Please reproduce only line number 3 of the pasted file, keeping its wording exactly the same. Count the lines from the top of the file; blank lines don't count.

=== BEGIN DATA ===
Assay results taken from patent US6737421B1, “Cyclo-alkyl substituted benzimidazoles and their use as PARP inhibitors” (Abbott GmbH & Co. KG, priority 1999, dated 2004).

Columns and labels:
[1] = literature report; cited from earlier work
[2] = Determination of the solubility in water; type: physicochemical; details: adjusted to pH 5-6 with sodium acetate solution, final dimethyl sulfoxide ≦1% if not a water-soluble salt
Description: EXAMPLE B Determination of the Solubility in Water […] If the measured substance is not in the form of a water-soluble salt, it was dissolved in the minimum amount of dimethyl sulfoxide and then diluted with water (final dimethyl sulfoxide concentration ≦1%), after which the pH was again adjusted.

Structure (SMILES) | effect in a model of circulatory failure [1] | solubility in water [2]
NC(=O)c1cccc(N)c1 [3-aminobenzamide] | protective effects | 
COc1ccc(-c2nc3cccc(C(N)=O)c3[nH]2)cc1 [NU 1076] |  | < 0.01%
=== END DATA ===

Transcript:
[1] = literature report; cited from earlier work